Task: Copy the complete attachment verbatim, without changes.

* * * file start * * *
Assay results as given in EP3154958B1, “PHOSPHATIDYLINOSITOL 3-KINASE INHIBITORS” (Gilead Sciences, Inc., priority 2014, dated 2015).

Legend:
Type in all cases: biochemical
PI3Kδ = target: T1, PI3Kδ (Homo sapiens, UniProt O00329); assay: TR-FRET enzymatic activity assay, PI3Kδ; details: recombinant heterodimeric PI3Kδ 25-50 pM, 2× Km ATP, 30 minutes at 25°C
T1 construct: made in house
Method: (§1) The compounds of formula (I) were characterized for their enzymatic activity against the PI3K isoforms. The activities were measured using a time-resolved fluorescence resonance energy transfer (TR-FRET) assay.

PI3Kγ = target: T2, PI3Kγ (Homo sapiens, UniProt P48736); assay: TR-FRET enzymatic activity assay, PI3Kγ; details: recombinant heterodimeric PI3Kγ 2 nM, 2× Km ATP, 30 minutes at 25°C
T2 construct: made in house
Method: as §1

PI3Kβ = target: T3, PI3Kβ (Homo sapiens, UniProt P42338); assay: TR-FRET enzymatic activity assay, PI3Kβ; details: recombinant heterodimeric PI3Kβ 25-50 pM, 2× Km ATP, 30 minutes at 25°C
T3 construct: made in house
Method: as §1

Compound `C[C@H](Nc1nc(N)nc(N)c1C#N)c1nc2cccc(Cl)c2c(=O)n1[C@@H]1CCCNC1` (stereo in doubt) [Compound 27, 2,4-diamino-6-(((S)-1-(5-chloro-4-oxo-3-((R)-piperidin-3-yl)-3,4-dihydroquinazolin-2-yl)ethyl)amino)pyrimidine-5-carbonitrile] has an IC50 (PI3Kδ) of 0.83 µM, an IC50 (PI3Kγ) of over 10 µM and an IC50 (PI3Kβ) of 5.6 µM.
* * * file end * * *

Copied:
Assay results as given in EP3154958B1, “PHOSPHATIDYLINOSITOL 3-KINASE INHIBITORS” (Gilead Sciences, Inc., priority 2014, dated 2015).

Legend:
Type in all cases: biochemical
PI3Kδ = target: T1, PI3Kδ (Homo sapiens, UniProt O00329); assay: TR-FRET enzymatic activity assay, PI3Kδ; details: recombinant heterodimeric PI3Kδ 25-50 pM, 2× Km ATP, 30 minutes at 25°C
T1 construct: made in house
Method: (§1) The compounds of formula (I) were characterized for their enzymatic activity against the PI3K isoforms. The activities were measured using a time-resolved fluorescence resonance energy transfer (TR-FRET) assay.

PI3Kγ = target: T2, PI3Kγ (Homo sapiens, UniProt P48736); assay: TR-FRET enzymatic activity assay, PI3Kγ; details: recombinant heterodimeric PI3Kγ 2 nM, 2× Km ATP, 30 minutes at 25°C
T2 construct: made in house
Method: as §1

PI3Kβ = target: T3, PI3Kβ (Homo sapiens, UniProt P42338); assay: TR-FRET enzymatic activity assay, PI3Kβ; details: recombinant heterodimeric PI3Kβ 25-50 pM, 2× Km ATP, 30 minutes at 25°C
T3 construct: made in house
Method: as §1

Compound `C[C@H](Nc1nc(N)nc(N)c1C#N)c1nc2cccc(Cl)c2c(=O)n1[C@@H]1CCCNC1` (stereo in doubt) [Compound 27, 2,4-diamino-6-(((S)-1-(5-chloro-4-oxo-3-((R)-piperidin-3-yl)-3,4-dihydroquinazolin-2-yl)ethyl)amino)pyrimidine-5-carbonitrile] has an IC50 (PI3Kδ) of 0.83 µM, an IC50 (PI3Kγ) of over 10 µM and an IC50 (PI3Kβ) of 5.6 µM.